Centre for Internet & Society

This report provides an overview of the proceedings and outcomes of the panel discussions on intermediary liability, organised at The Energy Research Institute’s (TERI) in Bangalore, on 20 January 2020.


On 10 January 2020, the Centre for Internet and Society (CIS) hosted panel discussions on intermediary liability in India. The event consisted of four panel discussions with the overarching focus being on intermediary liability in India, discussed primarily with reference to the Draft Intermediary Guidelines Rules that were released by the Ministry of Electronics and Information Technology for public consultation in December 2018 (the “Draft Rules”). 

The first panel focussed on one of the more controversial and stringent rules introduced in the proposed amendments, Rule 3(9), which necessitates the use of automated technology by intermediaries for filtering ‘unlawful’ content. The draft rule does not specify the scope of the content to be detected, the technologies to be used, or any procedural safeguards that accompany the deployment of the technology. The key discussion points included the rationale behind the introduction of this mandate, the technical infeasibility of implementation, its effect on freedom of speech online, and possible mitigations.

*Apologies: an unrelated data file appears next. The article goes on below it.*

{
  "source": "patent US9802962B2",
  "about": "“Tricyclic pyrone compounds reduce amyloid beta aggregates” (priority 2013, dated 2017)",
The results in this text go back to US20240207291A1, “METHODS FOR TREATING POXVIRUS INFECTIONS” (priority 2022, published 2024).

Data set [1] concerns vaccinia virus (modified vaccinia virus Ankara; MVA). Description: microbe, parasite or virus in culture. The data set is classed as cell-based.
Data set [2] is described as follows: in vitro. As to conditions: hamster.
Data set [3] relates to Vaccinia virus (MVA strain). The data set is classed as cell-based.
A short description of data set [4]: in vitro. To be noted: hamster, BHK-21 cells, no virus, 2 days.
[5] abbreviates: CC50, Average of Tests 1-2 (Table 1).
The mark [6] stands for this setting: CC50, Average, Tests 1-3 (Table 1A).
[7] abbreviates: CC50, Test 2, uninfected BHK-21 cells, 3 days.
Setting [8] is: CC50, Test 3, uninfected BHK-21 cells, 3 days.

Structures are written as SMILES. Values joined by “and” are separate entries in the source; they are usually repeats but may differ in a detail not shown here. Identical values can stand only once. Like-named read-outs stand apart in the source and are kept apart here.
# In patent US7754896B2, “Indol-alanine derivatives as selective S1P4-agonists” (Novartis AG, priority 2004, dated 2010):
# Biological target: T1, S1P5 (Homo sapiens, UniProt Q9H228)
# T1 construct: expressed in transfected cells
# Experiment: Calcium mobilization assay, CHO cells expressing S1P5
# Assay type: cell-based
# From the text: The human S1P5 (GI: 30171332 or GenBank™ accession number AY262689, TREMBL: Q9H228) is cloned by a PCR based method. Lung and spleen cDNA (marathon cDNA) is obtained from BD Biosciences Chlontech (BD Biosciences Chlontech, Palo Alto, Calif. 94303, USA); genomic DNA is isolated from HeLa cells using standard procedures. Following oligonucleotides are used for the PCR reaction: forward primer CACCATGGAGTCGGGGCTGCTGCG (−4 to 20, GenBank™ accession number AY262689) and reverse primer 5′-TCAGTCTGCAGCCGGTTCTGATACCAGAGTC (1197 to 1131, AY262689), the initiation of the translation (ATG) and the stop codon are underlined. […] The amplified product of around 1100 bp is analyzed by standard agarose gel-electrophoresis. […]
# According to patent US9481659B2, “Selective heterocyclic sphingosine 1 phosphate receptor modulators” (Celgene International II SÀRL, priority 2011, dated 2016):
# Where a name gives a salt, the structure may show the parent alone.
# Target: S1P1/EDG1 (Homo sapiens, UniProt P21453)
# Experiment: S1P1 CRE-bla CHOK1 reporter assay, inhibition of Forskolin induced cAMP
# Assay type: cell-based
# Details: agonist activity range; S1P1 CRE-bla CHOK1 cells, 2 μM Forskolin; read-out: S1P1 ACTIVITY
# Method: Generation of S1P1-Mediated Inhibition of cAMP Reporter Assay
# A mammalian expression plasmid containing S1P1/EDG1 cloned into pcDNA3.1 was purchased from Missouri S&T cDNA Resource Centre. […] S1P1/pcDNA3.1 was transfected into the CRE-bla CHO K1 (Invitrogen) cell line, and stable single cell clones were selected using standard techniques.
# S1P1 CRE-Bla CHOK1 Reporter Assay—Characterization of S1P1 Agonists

The second panel was themed around content takedown and its legal aspects specifically under S.69 and S.79 of the IT Act, which permit the Government to mandate intermediaries to remove/block content. The panel discussed the ramifications of the flawed legal system that regulates content takedown, the failure of the intermediary liability regime to sufficiently accommodate issues relating to content removal, and ways of improving and introducing nuances in the legal framework.

The third panel looked at the proposal requiring intermediaries to enable traceability of originators of information. While this move is ostensibly to crack down on misinformation and fake news, there are questions regarding its feasibility and effects on platform architecture. More importantly, it poses dangers for the freedom of expression and privacy of users. These questions were juxtaposed against the ongoing litigation in the WhatsApp case. The discussion was also themed around the proposal made by IIT Madras which attempted to ensure traceability without breaking encryption, and the possible constitutional concerns emanating from the implementation of this rule.

The final panel brought together the threads from the previous discussions, and debated the ways in which the draft intermediary guidelines represent a departure from the current model of intermediary liability in India, and its potential effects on similar regulation in other countries.

The full version of the report can be accessed here. The report has been edited by Gurshabad Grover and Torsha Sarkar.

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